The algD gene encodes NAD-linked GDPmannose dehydrogenase, which is essential for the mucoid phenotype, an important virulence factor expressed by Pseudomonas aeruginosa in cystic fibrosis patients. AlgR, a response regulator controlling mucoidy, is required for high level expression of algD. Inactivation of algR completely abrogates algD expression while mutations immediately downstream of algR affect induction of the algD promoter. In order to examine the nature of genetic elements located downstream of algR, the complete nucleotide sequence of this region was determined. This analysis revealed the presence of two newly identified P. aeruginosa genes with predicted gene products homologous to known porphobilinogen deaminases (HemC) from other organisms, and uroporphyrinogen III cosynthase (HemD) from Escherichia coli. The concerted action of both of these enzymes is essential for the synthesis of heme precursors. Mutations within the region containing the P. aeruginosa homologs of hemC and hemD affect algD promoter activity during growth on nitrate. Furthermore, transcriptional analyses indicated that hemC was cotranscribed with algR at detectable levels in mucoid cells. These results suggest a link between physiological processes dependent on heme and conditions conducive to algD expression and mucoidy.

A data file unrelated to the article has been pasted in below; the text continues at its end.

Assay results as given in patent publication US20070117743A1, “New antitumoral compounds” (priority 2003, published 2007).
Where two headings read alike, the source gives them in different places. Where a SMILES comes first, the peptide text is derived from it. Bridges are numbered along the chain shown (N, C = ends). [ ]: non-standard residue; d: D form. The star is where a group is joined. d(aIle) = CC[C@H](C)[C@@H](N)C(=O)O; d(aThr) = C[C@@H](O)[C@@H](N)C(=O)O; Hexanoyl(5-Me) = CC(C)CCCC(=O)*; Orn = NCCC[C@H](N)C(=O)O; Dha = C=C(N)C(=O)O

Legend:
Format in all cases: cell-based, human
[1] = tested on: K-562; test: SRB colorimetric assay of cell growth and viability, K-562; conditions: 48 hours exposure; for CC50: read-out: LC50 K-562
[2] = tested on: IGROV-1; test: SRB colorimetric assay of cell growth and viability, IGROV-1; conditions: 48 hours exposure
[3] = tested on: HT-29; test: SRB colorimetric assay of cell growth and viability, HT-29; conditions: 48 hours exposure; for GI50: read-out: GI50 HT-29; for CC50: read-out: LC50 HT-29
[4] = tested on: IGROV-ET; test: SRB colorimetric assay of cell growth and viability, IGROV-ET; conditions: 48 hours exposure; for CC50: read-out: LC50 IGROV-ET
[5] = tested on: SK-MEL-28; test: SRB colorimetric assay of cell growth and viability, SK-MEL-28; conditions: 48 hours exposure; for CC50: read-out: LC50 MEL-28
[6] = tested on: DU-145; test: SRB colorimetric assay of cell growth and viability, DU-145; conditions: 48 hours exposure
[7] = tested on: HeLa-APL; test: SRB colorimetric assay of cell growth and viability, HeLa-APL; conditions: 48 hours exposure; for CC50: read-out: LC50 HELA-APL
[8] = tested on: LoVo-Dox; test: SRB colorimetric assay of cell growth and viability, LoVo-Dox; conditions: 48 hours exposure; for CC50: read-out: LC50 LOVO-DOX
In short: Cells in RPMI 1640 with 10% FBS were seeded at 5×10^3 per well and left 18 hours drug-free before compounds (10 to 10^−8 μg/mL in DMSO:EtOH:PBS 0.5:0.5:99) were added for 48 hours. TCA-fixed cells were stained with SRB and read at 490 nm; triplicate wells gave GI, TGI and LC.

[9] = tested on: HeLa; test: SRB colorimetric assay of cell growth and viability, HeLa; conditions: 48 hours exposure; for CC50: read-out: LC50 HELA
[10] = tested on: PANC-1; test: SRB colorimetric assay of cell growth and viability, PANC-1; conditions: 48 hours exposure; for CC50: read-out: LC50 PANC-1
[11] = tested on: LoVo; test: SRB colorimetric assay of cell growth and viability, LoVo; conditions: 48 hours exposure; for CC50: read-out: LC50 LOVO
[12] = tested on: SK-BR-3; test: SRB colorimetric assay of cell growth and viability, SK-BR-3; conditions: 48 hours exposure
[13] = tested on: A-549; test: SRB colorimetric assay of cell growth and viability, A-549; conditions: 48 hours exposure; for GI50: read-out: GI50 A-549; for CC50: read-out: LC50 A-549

- Cystic fibrosis
- Signal transduction